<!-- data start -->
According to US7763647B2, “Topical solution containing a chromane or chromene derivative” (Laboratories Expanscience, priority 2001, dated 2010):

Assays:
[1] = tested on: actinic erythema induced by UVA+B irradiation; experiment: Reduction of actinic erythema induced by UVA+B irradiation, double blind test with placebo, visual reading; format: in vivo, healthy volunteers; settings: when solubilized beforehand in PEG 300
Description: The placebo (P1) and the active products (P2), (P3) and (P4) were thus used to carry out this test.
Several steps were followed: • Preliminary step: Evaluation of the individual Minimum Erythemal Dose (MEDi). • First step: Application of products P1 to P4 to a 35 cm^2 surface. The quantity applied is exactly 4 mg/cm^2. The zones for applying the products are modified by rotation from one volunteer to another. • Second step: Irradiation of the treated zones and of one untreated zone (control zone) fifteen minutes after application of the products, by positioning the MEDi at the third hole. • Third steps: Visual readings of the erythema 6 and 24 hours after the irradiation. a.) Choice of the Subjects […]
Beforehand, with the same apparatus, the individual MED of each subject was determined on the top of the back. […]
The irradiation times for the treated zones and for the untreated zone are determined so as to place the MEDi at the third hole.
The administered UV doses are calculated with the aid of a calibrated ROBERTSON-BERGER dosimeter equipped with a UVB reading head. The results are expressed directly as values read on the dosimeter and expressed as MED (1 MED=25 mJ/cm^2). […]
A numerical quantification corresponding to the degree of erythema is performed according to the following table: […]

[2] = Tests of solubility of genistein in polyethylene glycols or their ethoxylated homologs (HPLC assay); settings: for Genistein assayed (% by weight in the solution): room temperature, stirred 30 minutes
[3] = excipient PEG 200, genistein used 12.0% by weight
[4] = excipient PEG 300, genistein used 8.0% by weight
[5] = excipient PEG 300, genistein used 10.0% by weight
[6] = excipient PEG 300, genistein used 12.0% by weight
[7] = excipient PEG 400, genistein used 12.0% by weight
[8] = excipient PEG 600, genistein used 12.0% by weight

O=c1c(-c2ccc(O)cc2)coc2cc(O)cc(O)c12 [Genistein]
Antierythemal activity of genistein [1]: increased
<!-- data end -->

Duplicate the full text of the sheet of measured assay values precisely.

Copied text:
According to US7763647B2, “Topical solution containing a chromane or chromene derivative” (Laboratories Expanscience, priority 2001, dated 2010):

Assays:
[1] = tested on: actinic erythema induced by UVA+B irradiation; experiment: Reduction of actinic erythema induced by UVA+B irradiation, double blind test with placebo, visual reading; format: in vivo, healthy volunteers; settings: when solubilized beforehand in PEG 300
Description: The placebo (P1) and the active products (P2), (P3) and (P4) were thus used to carry out this test.
Several steps were followed: • Preliminary step: Evaluation of the individual Minimum Erythemal Dose (MEDi). • First step: Application of products P1 to P4 to a 35 cm^2 surface. The quantity applied is exactly 4 mg/cm^2. The zones for applying the products are modified by rotation from one volunteer to another. • Second step: Irradiation of the treated zones and of one untreated zone (control zone) fifteen minutes after application of the products, by positioning the MEDi at the third hole. • Third steps: Visual readings of the erythema 6 and 24 hours after the irradiation. a.) Choice of the Subjects […]
Beforehand, with the same apparatus, the individual MED of each subject was determined on the top of the back. […]
The irradiation times for the treated zones and for the untreated zone are determined so as to place the MEDi at the third hole.
The administered UV doses are calculated with the aid of a calibrated ROBERTSON-BERGER dosimeter equipped with a UVB reading head. The results are expressed directly as values read on the dosimeter and expressed as MED (1 MED=25 mJ/cm^2). […]
A numerical quantification corresponding to the degree of erythema is performed according to the following table: […]

[2] = Tests of solubility of genistein in polyethylene glycols or their ethoxylated homologs (HPLC assay); settings: for Genistein assayed (% by weight in the solution): room temperature, stirred 30 minutes
[3] = excipient PEG 200, genistein used 12.0% by weight
[4] = excipient PEG 300, genistein used 8.0% by weight
[5] = excipient PEG 300, genistein used 10.0% by weight
[6] = excipient PEG 300, genistein used 12.0% by weight
[7] = excipient PEG 400, genistein used 12.0% by weight
[8] = excipient PEG 600, genistein used 12.0% by weight

O=c1c(-c2ccc(O)cc2)coc2cc(O)cc(O)c12 [Genistein]
Antierythemal activity of genistein [1]: increased